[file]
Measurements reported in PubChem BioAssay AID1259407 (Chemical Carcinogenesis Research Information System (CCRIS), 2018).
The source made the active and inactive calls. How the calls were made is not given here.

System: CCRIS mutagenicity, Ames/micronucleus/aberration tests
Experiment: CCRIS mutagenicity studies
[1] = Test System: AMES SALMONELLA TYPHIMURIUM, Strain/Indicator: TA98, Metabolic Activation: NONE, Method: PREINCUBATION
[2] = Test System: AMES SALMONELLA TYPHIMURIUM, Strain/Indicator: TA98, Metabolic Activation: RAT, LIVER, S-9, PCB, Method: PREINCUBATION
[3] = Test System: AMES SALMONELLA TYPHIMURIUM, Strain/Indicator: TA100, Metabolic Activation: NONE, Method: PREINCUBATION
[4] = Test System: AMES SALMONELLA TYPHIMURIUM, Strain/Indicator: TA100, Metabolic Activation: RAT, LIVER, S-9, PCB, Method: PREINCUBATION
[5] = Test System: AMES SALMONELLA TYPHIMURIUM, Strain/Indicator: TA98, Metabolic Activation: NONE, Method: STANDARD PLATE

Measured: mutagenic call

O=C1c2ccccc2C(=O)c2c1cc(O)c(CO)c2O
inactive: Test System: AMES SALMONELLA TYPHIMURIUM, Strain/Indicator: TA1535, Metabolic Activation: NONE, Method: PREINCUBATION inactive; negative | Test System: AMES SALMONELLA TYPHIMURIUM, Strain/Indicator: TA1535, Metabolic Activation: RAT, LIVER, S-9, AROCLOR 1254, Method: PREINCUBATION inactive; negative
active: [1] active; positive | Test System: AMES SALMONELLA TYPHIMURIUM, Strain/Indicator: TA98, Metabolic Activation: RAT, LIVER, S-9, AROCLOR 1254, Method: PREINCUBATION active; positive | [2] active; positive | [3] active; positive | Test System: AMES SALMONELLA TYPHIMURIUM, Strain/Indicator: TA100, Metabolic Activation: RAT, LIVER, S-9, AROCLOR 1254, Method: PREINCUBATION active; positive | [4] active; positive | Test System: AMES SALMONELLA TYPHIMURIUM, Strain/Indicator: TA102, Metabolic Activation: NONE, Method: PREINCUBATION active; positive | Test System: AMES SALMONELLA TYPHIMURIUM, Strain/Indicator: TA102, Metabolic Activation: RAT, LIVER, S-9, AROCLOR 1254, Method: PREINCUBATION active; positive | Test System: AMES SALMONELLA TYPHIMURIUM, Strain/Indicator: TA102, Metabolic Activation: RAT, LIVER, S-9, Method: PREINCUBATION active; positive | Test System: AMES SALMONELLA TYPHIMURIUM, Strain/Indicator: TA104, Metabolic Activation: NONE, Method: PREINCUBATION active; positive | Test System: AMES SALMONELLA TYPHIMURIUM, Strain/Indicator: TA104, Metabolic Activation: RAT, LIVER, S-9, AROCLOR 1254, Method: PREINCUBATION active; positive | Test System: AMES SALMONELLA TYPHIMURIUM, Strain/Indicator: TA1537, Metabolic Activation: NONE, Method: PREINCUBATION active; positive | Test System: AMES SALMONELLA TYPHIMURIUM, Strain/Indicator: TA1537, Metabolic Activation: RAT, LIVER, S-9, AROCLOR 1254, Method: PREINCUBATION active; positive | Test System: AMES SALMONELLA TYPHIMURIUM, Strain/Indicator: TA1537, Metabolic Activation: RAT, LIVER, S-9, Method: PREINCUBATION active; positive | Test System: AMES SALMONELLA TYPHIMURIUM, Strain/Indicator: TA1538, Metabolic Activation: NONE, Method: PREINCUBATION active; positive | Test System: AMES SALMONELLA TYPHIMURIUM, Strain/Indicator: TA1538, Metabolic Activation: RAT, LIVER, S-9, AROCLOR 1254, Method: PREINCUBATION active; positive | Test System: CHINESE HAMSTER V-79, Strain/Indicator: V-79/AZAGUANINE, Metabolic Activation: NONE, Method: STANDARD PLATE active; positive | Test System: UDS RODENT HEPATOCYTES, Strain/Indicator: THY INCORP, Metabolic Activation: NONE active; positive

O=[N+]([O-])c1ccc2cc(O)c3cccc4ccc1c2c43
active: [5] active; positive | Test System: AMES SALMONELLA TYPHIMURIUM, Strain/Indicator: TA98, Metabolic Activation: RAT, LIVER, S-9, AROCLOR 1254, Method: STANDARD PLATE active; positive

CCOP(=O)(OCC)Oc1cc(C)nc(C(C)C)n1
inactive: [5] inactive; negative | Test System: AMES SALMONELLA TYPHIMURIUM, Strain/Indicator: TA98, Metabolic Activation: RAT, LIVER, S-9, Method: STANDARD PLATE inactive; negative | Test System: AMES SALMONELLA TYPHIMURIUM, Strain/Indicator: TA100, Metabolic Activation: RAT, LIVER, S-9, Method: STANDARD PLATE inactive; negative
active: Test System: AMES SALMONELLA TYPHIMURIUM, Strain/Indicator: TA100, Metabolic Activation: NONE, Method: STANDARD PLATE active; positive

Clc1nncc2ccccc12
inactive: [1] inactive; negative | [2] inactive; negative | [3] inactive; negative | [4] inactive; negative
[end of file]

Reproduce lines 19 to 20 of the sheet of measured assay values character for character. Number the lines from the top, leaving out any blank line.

Clc1nncc2ccccc12
inactive: [1] inactive; negative | [2] inactive; negative | [3] inactive; negative | [4] inactive; negative